Have you ever felt a sudden skip in your heartbeat that came out of nowhere? We could think it is because we are in love, or that we are facing another type of heartache, or maybe we end up getting paranoid because we think it could mean heart problems. There are people on both ends of the spectrum. However, most of the time, a heart palpitation doesn’t necessarily have to be love, and it doesn’t necessarily have to mean cardiac problems. There are various reason your heart does this, and the phenomenon is known as premature ventricular contractions. It’s almost like your heart beats twice in the time that it’s supposed to beat once. Everyone has a PVC once in their lifetime, so it’s a fairly common thing to happen. Here are some reasons that you experienced a premature ventricular contraction:
Hydration is really important to maintain heart functioning and pace. If there is a dip in fluid levels in our body and it isn’t replaced, the heart has to pump less fluid (blood) in more time, which leads to heart exertion. Dehydration also causes some essential nutrients like potassium and sodium to drop. These nutrients are important because they supply electrolytes to the heart and help with expansion and contraction. If you think you could be dehydrated, make sure to drink enough water to bring the fluid balance back to your body. If you are severely dehydrated, you might need a saline drip to restore lost nutrients and electrolytes.
The more rigorous the workout, the harder your heart works, which is a good thing and the whole point of exercise. But a more rigorous workout also means a higher risk of heart palpitations. If you like exercising often, consult a doctor beforehand to check if you have any pre-existing conditions. A condition known as ventricular arrhythmia can cause near-instant death because a person exerts themselves more than what their heart can handle. Since the heart is integral in an exercise regime, it’s better to be safe than sorry.
Most people’s morning rituals start with coffee or an energy drink in an effort to jump start their body on its energy levels. Of course, this helps us to work better and more efficiently in the morning, but caffeine does have some important effects on our body. It raises our alertness levels by affecting our central nervous system, which then releases stress hormones through our body that cause our heart to beat much faster. Caffeine doesn’t cause PVCs per se, it just exacerbates the feeling of a rapidly beating heart. Reducing caffeine intake can greatly benefit your body, and make sure that your heart is in check.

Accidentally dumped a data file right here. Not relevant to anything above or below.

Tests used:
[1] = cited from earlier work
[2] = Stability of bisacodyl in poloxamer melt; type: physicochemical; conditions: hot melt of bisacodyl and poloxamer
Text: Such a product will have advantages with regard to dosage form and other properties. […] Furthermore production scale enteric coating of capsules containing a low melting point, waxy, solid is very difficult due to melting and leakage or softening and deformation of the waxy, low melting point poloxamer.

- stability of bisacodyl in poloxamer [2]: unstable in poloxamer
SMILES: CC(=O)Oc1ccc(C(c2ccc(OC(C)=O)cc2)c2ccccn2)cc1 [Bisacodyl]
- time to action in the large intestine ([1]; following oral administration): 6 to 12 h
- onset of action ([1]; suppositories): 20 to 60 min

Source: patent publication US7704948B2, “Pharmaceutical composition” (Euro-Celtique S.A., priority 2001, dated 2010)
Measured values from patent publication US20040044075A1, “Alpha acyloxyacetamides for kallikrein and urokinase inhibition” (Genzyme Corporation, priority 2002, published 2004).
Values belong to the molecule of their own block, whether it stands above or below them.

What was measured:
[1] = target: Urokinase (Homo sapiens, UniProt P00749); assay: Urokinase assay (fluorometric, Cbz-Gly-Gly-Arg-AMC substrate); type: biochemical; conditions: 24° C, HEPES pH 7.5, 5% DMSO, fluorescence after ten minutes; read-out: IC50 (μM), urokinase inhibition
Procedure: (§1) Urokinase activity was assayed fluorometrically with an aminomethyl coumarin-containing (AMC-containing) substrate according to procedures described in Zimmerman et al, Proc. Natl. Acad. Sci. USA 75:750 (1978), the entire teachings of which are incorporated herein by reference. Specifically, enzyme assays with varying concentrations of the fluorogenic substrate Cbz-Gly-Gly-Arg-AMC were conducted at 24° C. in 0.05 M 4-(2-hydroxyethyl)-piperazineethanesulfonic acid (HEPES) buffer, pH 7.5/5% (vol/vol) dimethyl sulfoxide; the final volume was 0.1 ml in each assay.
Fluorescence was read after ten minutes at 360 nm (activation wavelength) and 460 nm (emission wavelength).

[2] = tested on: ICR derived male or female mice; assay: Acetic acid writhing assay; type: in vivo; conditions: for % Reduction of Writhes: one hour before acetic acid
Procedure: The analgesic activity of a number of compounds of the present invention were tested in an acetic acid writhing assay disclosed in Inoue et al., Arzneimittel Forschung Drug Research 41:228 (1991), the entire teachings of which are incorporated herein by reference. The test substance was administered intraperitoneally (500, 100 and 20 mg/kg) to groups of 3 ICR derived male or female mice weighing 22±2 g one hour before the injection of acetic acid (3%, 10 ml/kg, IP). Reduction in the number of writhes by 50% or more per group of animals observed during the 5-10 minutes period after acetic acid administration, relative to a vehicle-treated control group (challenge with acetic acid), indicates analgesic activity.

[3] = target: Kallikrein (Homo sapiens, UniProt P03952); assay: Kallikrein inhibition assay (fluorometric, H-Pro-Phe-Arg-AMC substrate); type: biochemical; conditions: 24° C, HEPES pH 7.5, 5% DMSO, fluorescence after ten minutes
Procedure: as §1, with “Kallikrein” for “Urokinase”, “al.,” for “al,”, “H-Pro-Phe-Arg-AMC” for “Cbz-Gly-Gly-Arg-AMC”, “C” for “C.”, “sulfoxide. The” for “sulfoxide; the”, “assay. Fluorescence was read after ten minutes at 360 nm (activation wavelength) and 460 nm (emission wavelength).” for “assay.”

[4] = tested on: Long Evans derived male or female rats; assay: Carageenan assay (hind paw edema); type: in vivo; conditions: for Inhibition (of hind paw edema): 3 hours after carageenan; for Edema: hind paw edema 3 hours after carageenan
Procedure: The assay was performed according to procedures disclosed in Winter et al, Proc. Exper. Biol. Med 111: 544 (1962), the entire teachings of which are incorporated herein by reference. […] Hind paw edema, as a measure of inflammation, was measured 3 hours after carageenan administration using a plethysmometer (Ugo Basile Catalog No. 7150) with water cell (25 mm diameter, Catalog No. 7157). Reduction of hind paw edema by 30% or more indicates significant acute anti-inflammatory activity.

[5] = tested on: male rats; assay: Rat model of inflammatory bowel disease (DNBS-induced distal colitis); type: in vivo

Sure a sleepless night makes us groggy, unfocused and extremely tired, but it also has an effect on out heart. Because we feel so tired and irritated, we feel stressed, which leads to a release of stress hormones, which then affect heart rhythm. Stress hormones are the primary cause of extra heart beats in our body. The National Sleep Foundation recommends at least 7 hours of sleep up to 9 hours per night for an adult up to 64 years of age, and 7 to 8 hours of sleep for those above 64 years.
Undetected Heart Condition
Finally, if you have PVCs often, if they happen twice or thrice in a row, and all of this happens at a fast pace, it may be time to see a doctor. Most PVCs are usually harmless, or easily correctable, but going to a doctor if you feel like something isn’t right will give you the peace of mind that you need.